Concerning the degradation speed as shown in Table 3, even though they have the same average grain size of 1 μm, the alloys containing the secondary constituent elements at 0.3 atomic % have a smaller steady-stage degradation speeds than that of pure magnesium, showing clear effect of alloying. Furthermore, it is also clearly shown that the kinds of the secondary constituent element provide different level of the decrease of their steady-state degradation speeds. For example, in the case of the average grain size of 1 μm, magnesium alloy containing Ca at 0.3 atomic % has a lower steady-state degradation speed than that of magnesium alloy containing Li at 0.3 atomic %. In the case of the alloys containing the secondary constituent elements at 0.3 atomic %, the alloys containing the elements having larger metallic radii tend to have lower steady-state degradation speeds comparing to the alloys containing the elements having smaller metallic radii than that of Mg. However, since each element of the secondary composition has a different relationship with magnesium and environments in the living body, these tendencies are not strictly accepted but will be a general guideline.

Variation of the concentration of the secondary constituent element can also vary the degradation speed of the alloy. Table 3 and FIG. 3 clearly show that the steady-state degradation speeds of the alloys having an average grain size of approximately 1 μm and containing Al or Li at a concentration of 0.3, 0.6, or 1.0 atomic % are varied with the concentration of the secondary constituent elements.

Thus, even though they have the same average grains size, the selection of the secondary composition and the control of its concentration can vary the strength and the degradation speed of the alloy, therefore, it will be possible to obtain a magnesium-based biodegradable metallic material having the desired balance of both the strength and the degradation speed.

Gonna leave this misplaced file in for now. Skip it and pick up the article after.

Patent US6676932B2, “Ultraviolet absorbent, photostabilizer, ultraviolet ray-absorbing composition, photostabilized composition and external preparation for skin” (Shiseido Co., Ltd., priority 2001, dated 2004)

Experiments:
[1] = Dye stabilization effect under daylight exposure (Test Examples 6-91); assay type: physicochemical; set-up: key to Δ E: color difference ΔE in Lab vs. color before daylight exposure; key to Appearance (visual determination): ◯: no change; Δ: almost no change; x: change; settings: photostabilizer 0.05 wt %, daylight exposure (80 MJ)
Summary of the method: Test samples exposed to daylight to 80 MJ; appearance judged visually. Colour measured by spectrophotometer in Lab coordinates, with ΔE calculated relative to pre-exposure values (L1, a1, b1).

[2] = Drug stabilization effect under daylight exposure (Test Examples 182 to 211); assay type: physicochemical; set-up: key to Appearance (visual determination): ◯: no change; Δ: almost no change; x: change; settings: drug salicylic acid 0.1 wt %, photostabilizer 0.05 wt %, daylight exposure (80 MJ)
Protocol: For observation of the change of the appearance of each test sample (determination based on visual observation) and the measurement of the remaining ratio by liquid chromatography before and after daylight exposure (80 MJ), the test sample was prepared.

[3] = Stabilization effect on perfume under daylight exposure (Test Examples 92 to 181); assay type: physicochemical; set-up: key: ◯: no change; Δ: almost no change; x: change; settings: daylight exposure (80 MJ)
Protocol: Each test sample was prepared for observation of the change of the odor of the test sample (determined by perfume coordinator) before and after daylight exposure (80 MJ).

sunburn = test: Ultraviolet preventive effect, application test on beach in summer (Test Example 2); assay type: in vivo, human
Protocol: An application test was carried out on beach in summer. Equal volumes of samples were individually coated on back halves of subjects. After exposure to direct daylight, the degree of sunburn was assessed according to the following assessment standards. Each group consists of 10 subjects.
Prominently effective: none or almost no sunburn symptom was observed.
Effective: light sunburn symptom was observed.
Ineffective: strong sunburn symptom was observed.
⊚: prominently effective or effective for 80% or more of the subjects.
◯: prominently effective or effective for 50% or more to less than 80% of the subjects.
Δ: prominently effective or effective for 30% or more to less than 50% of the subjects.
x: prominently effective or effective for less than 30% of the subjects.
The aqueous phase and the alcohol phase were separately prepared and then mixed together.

The mechanical properties and degradation speed of the magnesium-based biodegradable metallic materials of the present invention are deeply related with the variation of the concentration of the secondary constituent element unevenly distributed at the grain boundary as the results of controlling the average grain size, the kinds and the concentrations of the secondary constituent element. It is considered that uneven distribution of the secondary constituent element at the grain boundary enhances the grain boundary, which contributes to strengthen and to reduce the degradation speeds of the magnesium alloys. For example, in detail, the magnesium alloys of the present invention are controlled to have the concentration of the secondary composition unevenly distributed at the grain boundary as equal to or more than 1.5 times of an average concentration within the grain.

The difference between the concentration of the secondary composition unevenly distributed at the grain boundary and the average concentration within the grain varies with the grain size of the alloy, the kind and the concentration of the secondary constituent element. The maximum concentration of the secondary constituent element at the grain boundary is the solubility limit of the element to magnesium. Therefore, when the concentration of the secondary constituent element is equal to its solubility limit, the concentration of the secondary component at the grain boundary is, ideally (having no precipitates), equal to the average concentration within the grain (in this case, its solubility limit), resulting in no uneven distribution. Accordingly, the concentration of the secondary composition closer to its solubility limit will give smaller difference between the concentration of the secondary composition unevenly distributed at the grain and the average concentration within the grain.